Should higher education institutions actively seek potential students while they are in high school? (I asked a similar question regarding employers seeking out employees and my answer was yes – it is a more efficient and effective way to place employees.) There are a few reasons why colleges should reach out to potential students.
- Data on middle and high school students is accessible. There are now web services that consolidate student data – contact information, test scores, grades, and curriculum planning – into a single platform.
- One web service is offered by InBloom, which has $100 million in seed money and is backed by Bill and Melinda Gates Foundation and the Carnegie Corporation. (The data is collected without parental consent.) Currently, the focus is on personalized learning, however, InBloom permits third-parties to access its data stores so it is conceivable colleges could develop recruitment applications.
- Another web service is offered by ConnectEdu, a company that is trying to bridge information sharing between public schools and colleges. They offer a recruitment platform colleges utilize to target students.
- Colleges can participate in developing personalized learning plans for middle and high school students. Teenagers tailor the classes they take in high school based on input from colleges. For example, a teenager who demonstrates ability in English favors a more liberal arts track and one who demonstrates ability in STEM favors a more technical track. Moreover, teenagers can do things outside of the classroom – join a club, volunteer, or intern – to prepare for college and improve their chances of being accepted at one of their reach schools. Start the process of building skills and knowledge in high school.
- Colleges communicate an interest and leave a lasting impression on high school students. Most students are unaware of the colleges that should be on their radar (especially smart, lower income students). Currently, the best indication comes from the results of SATs or ACTs tests. But these tests are unreliable and not the best predictor of a student’s performance in college. Personally, I wish I heard from a reach college while I was a freshman or sophomore in high school; it would have motivated me, started my maturation process earlier, and ultimately made me more self-aware.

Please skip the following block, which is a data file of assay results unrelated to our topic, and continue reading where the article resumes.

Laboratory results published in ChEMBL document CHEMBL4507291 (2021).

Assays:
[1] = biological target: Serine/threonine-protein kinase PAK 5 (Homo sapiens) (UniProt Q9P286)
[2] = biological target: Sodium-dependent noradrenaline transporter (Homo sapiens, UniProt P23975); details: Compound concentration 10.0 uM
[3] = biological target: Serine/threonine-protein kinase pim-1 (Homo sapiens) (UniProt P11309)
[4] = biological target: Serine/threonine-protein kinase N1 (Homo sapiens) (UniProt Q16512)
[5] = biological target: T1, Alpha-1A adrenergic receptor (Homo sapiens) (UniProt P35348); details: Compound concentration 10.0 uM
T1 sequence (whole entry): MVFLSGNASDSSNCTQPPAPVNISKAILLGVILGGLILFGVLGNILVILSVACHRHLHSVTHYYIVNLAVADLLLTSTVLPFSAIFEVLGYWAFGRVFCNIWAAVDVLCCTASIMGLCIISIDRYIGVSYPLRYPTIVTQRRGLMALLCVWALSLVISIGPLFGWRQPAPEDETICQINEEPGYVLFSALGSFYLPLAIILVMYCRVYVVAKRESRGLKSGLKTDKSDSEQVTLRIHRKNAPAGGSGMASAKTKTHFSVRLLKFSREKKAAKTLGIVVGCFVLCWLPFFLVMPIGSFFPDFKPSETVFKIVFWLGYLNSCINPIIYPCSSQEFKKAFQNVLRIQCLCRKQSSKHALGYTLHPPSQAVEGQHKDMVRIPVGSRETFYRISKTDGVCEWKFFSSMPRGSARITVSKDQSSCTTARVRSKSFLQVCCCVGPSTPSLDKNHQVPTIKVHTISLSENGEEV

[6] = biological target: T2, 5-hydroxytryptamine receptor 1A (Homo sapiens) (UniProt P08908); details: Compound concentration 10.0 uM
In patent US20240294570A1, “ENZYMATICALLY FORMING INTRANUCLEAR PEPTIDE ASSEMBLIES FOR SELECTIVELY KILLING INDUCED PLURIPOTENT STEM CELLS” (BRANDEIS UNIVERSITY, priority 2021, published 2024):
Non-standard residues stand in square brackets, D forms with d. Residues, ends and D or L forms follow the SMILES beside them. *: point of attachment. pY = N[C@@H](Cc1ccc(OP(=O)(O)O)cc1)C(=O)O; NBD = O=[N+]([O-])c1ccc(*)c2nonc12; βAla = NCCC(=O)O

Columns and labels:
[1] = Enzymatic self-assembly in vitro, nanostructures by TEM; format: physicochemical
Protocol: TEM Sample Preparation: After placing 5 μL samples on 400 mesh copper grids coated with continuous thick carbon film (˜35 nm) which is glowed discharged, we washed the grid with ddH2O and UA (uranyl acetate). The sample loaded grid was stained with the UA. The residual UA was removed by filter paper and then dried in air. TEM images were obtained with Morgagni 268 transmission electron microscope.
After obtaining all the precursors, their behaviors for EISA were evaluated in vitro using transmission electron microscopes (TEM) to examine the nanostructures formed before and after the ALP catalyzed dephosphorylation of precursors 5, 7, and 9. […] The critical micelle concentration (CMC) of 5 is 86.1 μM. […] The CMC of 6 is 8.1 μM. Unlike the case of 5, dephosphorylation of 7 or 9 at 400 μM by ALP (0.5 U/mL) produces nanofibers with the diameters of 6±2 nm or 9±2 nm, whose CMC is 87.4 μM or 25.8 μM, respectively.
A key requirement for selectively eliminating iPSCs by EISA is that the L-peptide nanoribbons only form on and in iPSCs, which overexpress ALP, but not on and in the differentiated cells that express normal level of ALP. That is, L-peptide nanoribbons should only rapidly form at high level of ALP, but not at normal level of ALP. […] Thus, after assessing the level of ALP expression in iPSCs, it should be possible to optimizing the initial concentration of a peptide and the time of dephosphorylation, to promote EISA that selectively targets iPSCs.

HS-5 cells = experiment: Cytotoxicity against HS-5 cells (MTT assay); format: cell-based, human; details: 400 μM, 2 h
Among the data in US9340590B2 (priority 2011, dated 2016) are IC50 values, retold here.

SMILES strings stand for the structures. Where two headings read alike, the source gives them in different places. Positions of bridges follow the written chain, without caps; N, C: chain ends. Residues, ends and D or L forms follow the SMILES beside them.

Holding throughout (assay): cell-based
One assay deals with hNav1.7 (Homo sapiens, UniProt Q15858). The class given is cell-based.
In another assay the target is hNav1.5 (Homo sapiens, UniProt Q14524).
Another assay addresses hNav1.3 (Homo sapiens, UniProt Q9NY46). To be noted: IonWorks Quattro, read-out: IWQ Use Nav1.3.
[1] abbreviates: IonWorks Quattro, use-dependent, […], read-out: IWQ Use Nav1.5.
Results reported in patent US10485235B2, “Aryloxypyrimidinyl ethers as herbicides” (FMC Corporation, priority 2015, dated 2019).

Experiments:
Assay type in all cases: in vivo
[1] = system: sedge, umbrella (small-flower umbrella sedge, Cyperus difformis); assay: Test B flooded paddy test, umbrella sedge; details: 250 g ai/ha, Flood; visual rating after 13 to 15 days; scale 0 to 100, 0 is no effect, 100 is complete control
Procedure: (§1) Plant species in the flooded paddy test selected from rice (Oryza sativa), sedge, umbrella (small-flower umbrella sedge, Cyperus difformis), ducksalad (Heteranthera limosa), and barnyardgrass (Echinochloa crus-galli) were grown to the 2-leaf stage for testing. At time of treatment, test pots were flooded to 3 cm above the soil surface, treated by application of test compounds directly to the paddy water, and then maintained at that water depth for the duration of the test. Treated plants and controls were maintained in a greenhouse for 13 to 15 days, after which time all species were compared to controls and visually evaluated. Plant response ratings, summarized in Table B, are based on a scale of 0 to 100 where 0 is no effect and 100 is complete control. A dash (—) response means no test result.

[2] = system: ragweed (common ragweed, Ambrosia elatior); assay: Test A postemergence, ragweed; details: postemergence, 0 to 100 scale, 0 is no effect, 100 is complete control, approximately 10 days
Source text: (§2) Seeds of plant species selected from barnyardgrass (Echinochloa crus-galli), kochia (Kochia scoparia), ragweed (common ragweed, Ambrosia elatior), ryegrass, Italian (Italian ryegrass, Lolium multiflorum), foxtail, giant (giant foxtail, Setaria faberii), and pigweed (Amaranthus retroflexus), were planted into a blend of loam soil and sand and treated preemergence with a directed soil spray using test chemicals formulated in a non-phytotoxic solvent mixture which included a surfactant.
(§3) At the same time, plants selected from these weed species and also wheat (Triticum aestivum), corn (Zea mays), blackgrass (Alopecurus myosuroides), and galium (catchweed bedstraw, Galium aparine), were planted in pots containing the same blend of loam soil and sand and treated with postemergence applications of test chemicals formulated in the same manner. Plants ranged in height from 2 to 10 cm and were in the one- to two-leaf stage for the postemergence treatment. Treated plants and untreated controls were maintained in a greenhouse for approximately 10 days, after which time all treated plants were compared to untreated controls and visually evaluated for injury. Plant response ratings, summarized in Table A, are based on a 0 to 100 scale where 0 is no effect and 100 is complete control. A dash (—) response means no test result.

- Colleges have a better understanding of the preparedness of incoming students. Colleges mine for prospects at an earlier stage in their educational development and have a better grasp of their needs, which colleges can use to improve curriculums.
- Colleges can more accurately predict which students will enroll after being accepted. This is important because students who are accepted into many colleges take away offers to other students.
In Higher Education in America, Derek Bok summarizes how high school students could share relevant information:
high school students reveal their interests, abilities, academic records, extracurricular activities, and other background data… colleges could mine the information. (page 135)
LinkedIn is also entering into the fray by offering their professional networking services to teenagers and designing university pages. Their concept was recently released , so it is too early to predict its impact.
As these web services materialize, it will be interesting to see whether colleges start actively seeking out potential students. If they do, early high school students might employ a “pull approach” – where they pull colleges to a personal website to learn more about their skills, knowledge, interests, and values.